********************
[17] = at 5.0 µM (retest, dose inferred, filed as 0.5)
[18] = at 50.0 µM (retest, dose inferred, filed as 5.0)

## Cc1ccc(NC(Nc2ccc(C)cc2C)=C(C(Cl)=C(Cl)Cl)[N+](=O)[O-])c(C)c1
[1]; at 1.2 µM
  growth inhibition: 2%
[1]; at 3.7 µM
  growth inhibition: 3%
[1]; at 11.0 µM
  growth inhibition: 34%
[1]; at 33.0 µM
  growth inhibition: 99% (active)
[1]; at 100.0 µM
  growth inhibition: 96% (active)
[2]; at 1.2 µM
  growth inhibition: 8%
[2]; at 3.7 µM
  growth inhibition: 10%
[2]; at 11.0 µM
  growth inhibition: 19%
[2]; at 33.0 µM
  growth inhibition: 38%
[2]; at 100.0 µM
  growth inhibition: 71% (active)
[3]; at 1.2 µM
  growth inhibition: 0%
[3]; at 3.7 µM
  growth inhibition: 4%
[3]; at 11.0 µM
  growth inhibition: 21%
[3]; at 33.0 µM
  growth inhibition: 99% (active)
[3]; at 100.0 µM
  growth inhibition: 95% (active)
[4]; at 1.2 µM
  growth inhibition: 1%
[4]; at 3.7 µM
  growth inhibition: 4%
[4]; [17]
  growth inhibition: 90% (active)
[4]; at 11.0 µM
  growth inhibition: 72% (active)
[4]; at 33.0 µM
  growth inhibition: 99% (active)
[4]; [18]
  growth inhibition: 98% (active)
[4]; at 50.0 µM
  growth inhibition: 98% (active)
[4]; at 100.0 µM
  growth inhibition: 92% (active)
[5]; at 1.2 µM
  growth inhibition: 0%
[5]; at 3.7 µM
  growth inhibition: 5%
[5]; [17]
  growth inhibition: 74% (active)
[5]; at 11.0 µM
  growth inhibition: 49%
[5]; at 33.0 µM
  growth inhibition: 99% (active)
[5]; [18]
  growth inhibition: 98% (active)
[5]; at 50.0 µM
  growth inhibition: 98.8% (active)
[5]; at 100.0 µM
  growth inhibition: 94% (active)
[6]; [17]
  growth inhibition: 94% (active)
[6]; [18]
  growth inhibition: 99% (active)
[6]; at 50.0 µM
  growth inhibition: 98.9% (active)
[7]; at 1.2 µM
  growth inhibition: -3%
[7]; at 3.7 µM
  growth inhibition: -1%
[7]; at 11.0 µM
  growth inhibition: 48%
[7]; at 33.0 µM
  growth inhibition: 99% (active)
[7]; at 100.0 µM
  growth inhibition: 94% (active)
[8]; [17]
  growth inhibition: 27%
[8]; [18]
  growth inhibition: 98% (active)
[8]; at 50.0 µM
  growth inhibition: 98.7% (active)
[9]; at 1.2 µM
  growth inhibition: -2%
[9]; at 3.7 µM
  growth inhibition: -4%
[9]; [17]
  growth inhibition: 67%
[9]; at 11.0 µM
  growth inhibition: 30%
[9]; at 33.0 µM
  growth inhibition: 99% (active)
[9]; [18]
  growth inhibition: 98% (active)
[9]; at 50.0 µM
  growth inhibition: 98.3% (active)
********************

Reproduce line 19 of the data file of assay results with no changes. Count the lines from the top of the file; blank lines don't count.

  growth inhibition: 19%